Counselling: Being Empathically Understood

This is a learning journal produced as part of my counselling course.

In this learning journal I am going to discuss how it feels to be listened to and empathically understood as opposed to being given advice.

Rogers defined empathy as:

“an accurate, empathic understanding of the client’s world as seen from the inside. To sense the client’s private world as if it were your eyes, but without releasing the ‘as if’ quality – this is empathy.”

My experience of this frequently occurs throughout my own personal counselling. It is an amazing, almost indescribable feeling. It is more than just empathy and it is more than just being understood, especially when it is also accompanied by active listening that comprises no advice giving. By this, I mean that the experience of being listened to and empathically understood is also about empowerment and providing the client with unconditional positive regard in a safe environment in which they can explore their own thoughts and feelings as well as reach their own solutions. This is at least how I feel within my own counselling experience.

At first, being provided with this safe and all-accepting environment can seem somewhat strange and unnerving. It is only over time that I realised this feeling is based on unfamiliarity. It is so rare to receive empathic understanding and active listening without advice giving in our everyday lives. They are skills that not everyone builds upon, but which could really strengthen relationships of all kinds.

On reflection, I think the initial discomfort from this experience comes from fear, at least in my case. Fear of what to do with the gift of empathic understanding – as that is what it is – a precious gift. Fear of what to do with this gift when it is offered, as well as fear of being empowered to make one’s own decisions has also been present in my own experience. For me, it has taken me a long time to gain any belief in my ability to guide my life. It is only through my experience in counselling of empathic understanding that I have been able to gain trust in my own ability within the safety of an environment that nurtures such self-growth.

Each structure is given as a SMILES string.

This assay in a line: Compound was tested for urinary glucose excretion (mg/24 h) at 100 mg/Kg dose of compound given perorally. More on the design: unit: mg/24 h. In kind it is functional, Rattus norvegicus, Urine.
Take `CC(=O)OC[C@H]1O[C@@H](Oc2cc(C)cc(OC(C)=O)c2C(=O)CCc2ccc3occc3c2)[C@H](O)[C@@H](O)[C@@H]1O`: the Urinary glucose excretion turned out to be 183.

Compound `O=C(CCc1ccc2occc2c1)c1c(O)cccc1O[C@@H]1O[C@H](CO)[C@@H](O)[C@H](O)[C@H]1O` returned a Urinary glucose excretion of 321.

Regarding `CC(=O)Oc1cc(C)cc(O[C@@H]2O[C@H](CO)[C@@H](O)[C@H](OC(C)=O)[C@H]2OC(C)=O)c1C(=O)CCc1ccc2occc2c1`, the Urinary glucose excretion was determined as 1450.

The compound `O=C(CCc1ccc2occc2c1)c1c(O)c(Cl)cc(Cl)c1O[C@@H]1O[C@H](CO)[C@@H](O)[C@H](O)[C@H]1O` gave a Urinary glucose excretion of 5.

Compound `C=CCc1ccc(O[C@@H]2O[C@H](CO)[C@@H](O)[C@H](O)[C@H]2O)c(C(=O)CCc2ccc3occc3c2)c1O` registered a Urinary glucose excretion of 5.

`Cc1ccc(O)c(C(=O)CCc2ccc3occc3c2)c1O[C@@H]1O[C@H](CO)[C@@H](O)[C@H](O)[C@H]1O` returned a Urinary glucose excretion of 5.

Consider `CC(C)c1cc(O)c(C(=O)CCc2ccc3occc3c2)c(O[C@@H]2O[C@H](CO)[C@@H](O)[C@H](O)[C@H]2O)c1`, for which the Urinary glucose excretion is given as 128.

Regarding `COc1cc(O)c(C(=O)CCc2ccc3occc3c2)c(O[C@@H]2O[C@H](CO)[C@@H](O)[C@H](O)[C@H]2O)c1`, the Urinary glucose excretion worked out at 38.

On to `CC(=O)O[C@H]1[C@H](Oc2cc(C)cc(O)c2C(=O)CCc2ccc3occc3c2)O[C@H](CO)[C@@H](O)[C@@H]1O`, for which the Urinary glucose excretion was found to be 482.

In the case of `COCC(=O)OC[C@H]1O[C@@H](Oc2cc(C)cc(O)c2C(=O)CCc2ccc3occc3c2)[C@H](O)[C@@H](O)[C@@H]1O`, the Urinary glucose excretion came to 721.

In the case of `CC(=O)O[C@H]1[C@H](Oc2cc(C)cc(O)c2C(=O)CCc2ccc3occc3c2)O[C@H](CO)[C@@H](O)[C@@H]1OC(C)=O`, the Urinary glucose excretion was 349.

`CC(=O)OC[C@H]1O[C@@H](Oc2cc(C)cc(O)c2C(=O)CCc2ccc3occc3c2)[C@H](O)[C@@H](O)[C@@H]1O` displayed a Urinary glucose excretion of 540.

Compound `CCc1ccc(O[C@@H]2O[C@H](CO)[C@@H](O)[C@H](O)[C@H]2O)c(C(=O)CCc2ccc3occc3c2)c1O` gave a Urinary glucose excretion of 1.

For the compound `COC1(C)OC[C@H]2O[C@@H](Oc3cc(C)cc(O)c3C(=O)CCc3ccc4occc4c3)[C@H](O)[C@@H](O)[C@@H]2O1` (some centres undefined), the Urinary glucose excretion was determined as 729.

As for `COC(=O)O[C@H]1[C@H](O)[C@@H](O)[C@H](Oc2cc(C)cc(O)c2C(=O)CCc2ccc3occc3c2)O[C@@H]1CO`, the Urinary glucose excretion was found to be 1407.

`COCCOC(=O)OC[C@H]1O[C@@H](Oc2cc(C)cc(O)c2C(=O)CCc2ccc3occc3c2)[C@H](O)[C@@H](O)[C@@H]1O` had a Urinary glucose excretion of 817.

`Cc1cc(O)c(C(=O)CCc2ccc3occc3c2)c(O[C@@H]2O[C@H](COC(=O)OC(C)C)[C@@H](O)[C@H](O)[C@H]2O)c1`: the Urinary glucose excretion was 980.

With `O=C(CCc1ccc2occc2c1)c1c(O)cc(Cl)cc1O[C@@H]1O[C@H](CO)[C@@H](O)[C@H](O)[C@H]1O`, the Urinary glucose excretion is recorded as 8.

To be given advice is not always the helping hand that we might believe it is. Indeed, in some cases it can act to disempower people as they can become reliant on other people.

I have learnt through my experience that advice giving is rather overrated and not always the kindest of acts we might like to think it is.

I feel that it is important to experience empathic understanding in order to be able to provide it, which I always endeavour to do throughout skills practice. By this, I don’t mean that I make a special effort to provide empathic understanding, as I don’t feel it is something you can force. On the other hand, I can increase its presence through active listening and not giving advice.  These conditions work together to allow empathic understanding into the counselling relationship in a pure and genuine form.

 

 



Categories: Counselling, Personal/Professional Development

Tags: , , , , , ,

1 reply

  1. Fascinating post Nicola, when someone listens without giving their opinion, it’s an enormous relief for an anxious client. As you say, in everyday life, everybody has the answer to everything, which is often not useful….

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